The Washington Examiner (7/11, Giaritelli) reports the Department of Homeland Security is establishing “an office that will work with Central American governments to inform them of reunification efforts for families that were separated at the border unde...
ORR System For Tracking Separated Immigrant Children Reportedly Fraught With Tech Issues.
Reuters (7/11, Levinson) reports, “From the moment it went online in January of 2014, the computer system designed to track unaccompanied immigrant children and process their release has created headaches for the shelter staff, government employees and o...
HIV-Positive Children In South Africa More Likely To Have Cognitive, Physical Delays Than HIV-Negative Youngsters, Study Suggests.
Newsweek (7/11, Interrante) reports that “HIV-positive children in South Africa” may be “more likely to have cognitive and physical delays than HIV-negative children,” researchers concluded. In findings published in PLOS One, investigators found that “HI...
Teens Who Use Social Network Sites For More Than Two Hours Daily May Be At Increased Risk For Cyberbullying, Study Indicates.
HealthDay (7/10, Preidt) reports investigators “surveyed more than 12,000 teens in Germany, Poland and Romania and found those who used social network sites for more than two hours a day were at increased risk for cyberbullying.” The findings were publis...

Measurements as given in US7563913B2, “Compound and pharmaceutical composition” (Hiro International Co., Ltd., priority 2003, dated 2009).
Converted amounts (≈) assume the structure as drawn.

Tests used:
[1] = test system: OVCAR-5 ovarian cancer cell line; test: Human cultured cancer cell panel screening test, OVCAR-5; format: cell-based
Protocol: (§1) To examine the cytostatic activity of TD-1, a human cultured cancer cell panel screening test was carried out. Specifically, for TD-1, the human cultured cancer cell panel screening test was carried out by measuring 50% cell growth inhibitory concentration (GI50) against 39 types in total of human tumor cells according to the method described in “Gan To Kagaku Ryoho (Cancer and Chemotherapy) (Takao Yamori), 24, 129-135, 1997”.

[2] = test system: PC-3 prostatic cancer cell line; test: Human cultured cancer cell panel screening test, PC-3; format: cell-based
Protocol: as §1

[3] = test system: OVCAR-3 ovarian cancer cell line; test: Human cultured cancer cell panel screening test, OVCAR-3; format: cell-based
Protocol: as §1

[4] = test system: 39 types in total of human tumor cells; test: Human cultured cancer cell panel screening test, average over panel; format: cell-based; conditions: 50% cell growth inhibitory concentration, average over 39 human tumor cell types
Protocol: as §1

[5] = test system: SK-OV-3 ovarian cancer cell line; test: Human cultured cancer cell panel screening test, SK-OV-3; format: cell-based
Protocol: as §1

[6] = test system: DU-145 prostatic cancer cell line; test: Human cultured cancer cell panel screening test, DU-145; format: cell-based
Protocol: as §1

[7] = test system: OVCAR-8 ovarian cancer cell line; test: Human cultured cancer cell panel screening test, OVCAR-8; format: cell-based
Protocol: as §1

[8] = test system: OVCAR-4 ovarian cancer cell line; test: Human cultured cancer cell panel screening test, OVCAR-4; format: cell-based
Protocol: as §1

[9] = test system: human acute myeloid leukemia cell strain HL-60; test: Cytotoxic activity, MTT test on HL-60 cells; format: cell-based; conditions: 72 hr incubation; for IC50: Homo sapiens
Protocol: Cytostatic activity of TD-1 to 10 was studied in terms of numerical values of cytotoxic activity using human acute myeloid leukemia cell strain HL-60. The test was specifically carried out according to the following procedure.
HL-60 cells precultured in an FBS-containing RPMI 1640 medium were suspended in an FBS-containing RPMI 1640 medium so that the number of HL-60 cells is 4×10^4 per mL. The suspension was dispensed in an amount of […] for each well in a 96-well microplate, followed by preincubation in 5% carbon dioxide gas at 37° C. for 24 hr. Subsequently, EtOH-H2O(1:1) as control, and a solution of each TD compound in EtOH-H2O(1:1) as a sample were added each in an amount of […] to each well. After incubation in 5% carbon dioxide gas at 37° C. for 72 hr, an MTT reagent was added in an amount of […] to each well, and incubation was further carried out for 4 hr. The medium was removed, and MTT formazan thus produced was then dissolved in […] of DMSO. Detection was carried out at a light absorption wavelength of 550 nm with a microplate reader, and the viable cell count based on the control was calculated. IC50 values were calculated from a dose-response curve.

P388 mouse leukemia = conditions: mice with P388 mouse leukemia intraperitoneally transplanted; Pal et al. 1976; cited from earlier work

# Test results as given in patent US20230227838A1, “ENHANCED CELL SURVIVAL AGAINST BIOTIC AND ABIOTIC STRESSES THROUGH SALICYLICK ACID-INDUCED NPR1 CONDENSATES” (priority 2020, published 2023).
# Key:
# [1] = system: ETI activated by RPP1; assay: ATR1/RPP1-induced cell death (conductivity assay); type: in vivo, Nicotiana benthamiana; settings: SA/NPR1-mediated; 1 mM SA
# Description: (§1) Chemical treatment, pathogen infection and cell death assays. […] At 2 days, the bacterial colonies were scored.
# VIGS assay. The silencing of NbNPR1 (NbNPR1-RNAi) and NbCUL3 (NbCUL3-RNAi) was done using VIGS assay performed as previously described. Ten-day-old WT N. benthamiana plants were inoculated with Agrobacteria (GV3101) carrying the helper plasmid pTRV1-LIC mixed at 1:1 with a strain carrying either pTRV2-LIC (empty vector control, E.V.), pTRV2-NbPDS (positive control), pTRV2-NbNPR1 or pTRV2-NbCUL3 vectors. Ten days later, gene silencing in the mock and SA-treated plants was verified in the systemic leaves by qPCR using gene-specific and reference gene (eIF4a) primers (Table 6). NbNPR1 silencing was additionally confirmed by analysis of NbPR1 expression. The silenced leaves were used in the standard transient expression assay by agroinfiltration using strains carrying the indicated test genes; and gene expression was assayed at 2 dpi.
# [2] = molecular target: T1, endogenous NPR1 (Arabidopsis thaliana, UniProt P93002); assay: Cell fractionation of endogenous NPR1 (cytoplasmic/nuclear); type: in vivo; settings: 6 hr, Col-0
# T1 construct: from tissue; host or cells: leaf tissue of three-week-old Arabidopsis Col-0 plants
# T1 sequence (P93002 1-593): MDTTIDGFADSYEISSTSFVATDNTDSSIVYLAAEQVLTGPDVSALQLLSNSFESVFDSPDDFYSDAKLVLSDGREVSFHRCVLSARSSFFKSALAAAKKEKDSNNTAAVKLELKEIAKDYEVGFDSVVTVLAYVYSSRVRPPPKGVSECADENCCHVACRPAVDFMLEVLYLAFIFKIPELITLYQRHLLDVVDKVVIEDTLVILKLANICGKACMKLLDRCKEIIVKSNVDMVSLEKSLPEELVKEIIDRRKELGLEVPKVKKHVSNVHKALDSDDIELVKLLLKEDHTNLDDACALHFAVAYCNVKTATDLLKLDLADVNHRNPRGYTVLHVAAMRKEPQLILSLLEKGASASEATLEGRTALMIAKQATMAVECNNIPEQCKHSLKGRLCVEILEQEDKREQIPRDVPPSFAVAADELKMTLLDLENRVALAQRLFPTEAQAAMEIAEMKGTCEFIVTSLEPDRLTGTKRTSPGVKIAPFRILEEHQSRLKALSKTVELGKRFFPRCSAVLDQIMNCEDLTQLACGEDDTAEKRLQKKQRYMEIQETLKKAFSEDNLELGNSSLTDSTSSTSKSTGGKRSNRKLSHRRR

During Extreme Heat, College Kids Living In Unair-Conditioned Dorms Performed Worse On Tests Of Mental Skills, Study Finds.
The Boston Globe (7/10, Finucane) reports, “Harvard researchers say that they studied students in dorms with and without air conditioning and during a heat wave.” HealthDay (7/10, Reinberg) reports that “in the face of extreme heat, college students livi...
Fewer Than One Third Of Young Children Receive A Recommended Parent-Completed Developmental Screening, Researchers Say.
Medscape (7/10, MacReady, Subscription Publication) reports, “Fewer than one third of young children receive a recommended parent-completed developmental screening, and the rate of developmental surveillance during healthcare visits is ‘not substantially...